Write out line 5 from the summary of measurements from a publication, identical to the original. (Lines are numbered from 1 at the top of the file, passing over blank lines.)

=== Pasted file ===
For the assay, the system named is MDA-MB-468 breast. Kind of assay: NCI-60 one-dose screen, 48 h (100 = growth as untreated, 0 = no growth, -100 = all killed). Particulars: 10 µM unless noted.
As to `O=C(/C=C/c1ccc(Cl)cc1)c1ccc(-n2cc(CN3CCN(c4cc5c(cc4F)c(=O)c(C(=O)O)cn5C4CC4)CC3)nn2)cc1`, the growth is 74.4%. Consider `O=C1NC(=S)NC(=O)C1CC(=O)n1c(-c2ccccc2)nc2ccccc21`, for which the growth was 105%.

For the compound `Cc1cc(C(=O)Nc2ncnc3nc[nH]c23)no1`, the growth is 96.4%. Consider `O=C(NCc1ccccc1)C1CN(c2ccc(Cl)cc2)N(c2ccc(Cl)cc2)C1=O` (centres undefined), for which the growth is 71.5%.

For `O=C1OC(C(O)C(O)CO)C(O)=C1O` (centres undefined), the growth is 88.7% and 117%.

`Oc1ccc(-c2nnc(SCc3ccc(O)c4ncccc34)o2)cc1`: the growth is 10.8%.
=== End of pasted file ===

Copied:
`Oc1ccc(-c2nnc(SCc3ccc(O)c4ncccc34)o2)cc1`: the growth is 10.8%.